Where in-kind distribution is adopted, promote user understanding and acceptance of re-usable items, to reduce the use of single-use disposable items. Items that can be recycled, repurposed, or resold after initial use should be introduced alongside assessing the behavior of assisted people and providing them with items they usually use and are comfortable to use, in order to avoid waste.
Also, consider the future need for items post-crisis, and if multi-functional items are an option.
Use long-term framework agreements as leverage to push suppliers to ever reduce environmental impacts of supplied items. Use procurement policies to encourage the development of local green economy livelihoods.
Search for biodegradable options that can be safely and easily disposed after use, or that are made from sustainable sources or using sustainable processes. However, whilst using biodegradable materials avoids the risk that plastics present, the industry for effectively handling and composting these materials is not universally available and may not be cost-effective. In addition, biodegradable materials may not meet the durability standards required for certain types of assistance. Assess availability of priority NFI items in the local market and provide cash-based assistance instead of NFIs if markets have sufficient supplies.
Promote and if possible support the development of local waste management, sorting and recycling livelihoods, for example recycling plastic to make bags, clothing, or furniture. Investigate the option of introducing refill stations where people can access periodic refill of products that allows for this feature using the same containers delivered from the beginning.
Promote repurposing of items that are shipped for the operations, for example, using bags to grow plants and using disappearing ink if branding is an issue. Reusing and repurposing can both reduce waste and create real value for beneficiaries of humanitarian assistance. And when identifying and selecting items to procure, choose options with safe but low amounts, and low weight of packaging that protects the items from external damage or contaminants while packaging various components of a set as one unit versus individual units in order to reduce plastic waste.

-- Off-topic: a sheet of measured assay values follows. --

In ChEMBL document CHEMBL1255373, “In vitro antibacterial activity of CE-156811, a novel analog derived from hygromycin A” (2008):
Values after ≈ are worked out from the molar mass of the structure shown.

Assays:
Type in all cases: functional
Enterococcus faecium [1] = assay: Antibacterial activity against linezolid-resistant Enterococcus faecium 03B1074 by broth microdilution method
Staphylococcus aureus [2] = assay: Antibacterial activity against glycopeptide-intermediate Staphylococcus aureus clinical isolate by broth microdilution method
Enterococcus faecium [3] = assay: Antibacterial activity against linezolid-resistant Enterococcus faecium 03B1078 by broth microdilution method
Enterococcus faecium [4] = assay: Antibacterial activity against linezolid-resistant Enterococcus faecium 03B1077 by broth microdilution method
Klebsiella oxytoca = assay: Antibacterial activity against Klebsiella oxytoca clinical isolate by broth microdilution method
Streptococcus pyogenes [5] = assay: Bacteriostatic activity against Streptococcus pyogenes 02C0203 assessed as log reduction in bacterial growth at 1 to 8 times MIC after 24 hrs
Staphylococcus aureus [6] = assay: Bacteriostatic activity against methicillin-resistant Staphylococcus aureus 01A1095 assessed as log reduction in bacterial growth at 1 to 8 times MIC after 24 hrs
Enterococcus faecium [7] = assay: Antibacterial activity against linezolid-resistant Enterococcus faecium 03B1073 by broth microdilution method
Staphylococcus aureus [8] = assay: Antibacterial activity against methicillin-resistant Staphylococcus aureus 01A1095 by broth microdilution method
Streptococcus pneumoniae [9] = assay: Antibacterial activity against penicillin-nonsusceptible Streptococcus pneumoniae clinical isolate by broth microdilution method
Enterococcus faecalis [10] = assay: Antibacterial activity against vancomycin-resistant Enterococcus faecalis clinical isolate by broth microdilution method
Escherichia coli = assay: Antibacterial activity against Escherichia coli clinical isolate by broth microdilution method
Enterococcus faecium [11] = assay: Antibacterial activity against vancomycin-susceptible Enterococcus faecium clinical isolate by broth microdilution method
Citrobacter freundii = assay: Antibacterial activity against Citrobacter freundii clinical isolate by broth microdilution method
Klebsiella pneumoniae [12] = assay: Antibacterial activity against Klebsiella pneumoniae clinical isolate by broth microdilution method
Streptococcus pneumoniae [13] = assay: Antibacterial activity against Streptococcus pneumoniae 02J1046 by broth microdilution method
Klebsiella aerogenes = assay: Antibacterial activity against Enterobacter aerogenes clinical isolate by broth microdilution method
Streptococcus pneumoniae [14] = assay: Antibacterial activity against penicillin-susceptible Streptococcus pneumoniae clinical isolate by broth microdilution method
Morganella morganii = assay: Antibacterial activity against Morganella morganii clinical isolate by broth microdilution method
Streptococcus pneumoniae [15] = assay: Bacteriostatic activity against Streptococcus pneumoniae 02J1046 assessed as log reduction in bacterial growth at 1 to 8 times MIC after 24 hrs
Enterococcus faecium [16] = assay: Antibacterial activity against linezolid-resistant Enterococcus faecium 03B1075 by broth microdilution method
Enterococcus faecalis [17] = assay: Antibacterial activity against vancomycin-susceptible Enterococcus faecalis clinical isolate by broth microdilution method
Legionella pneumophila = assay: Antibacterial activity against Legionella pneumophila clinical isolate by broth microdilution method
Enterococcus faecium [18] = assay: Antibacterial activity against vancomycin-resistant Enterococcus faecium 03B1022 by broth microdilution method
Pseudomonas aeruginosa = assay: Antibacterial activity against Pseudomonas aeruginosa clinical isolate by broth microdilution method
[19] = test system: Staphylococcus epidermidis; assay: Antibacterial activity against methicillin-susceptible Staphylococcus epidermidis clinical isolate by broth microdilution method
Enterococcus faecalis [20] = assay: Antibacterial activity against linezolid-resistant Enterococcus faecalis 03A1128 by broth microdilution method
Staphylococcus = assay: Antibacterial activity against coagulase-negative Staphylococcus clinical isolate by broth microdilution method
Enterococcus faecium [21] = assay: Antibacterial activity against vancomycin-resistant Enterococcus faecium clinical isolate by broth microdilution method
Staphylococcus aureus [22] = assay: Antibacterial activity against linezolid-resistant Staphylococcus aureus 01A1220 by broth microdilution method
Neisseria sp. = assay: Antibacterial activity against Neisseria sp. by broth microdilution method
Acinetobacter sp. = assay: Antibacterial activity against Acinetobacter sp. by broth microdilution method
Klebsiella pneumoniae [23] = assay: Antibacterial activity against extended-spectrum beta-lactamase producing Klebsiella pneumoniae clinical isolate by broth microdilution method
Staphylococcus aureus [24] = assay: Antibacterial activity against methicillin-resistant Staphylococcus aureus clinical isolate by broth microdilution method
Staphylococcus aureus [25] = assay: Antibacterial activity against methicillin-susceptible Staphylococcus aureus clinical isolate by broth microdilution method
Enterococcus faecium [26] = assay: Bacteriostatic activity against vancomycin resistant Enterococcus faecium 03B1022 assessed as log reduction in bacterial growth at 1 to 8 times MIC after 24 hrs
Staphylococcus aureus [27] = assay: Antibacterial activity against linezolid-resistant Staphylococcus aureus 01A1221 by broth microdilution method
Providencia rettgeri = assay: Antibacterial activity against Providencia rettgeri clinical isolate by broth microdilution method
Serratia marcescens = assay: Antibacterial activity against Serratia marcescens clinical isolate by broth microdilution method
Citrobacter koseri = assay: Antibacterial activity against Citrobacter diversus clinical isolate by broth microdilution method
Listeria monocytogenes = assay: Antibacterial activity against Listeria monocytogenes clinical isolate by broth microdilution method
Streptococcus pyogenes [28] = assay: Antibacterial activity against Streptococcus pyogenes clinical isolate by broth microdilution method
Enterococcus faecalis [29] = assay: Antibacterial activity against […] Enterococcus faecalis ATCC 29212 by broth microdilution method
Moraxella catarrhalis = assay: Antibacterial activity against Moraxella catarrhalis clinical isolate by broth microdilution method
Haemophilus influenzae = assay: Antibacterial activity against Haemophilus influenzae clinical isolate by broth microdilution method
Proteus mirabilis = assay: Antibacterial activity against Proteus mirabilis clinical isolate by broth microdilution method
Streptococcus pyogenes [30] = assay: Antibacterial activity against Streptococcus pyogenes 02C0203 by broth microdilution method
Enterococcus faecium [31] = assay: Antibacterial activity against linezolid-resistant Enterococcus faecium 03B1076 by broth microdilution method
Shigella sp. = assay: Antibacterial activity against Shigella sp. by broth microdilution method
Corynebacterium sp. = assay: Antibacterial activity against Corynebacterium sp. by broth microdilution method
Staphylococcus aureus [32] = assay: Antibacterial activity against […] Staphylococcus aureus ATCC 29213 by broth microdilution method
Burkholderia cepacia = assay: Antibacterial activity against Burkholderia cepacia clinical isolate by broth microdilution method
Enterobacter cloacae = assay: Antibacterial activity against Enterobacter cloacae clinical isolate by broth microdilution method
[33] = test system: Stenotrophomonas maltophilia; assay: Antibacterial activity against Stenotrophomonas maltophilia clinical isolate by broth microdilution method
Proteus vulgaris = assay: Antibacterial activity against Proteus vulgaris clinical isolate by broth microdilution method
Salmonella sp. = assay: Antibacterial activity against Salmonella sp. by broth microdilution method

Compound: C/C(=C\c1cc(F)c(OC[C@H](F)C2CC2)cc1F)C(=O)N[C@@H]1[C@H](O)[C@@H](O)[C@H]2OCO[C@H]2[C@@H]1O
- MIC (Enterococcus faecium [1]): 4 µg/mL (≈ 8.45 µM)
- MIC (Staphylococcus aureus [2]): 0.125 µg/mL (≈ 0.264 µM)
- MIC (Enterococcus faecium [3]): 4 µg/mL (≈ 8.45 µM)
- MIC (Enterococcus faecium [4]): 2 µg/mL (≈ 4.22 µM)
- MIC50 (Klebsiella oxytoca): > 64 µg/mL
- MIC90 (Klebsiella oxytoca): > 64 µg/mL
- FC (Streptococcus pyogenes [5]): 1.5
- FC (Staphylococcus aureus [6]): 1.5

Experience with working with young people in Nigeria, Pakistan, Haiti and Honduras shows that supporting groups of young people to develop their own livelihoods encourages local ownership, local leadership and local sustainable market development. The key is engaging development actors during humanitarian response, to support young people who want to build livelihoods in their communities that will help communities become more resilient to future similar crises.
See Integrated resource recovery centres here: https://learn.tearfund.org/en/how-we-work/what-we-do/environment-and-climate
Percentage of interventions whose procurement plans ensure all items are environmentally sustainably sourced where possible to do so.
Percentage of people using items that were selected in order to prevent possible environmental damage.
Number of positive changes made to procurement processes to minimise environmental impact.
Prevention of environmental damage
Mitigation of environmental damage
Field and desktop research to understand the needs and behaviors of people. Costs can vary from the normal items (more/less).
Also, extra time to investigate sustainable products to be procured locally, and products free of hazardous materials. Requires coordination with procurement and logistics teams. Can take longer to action changes.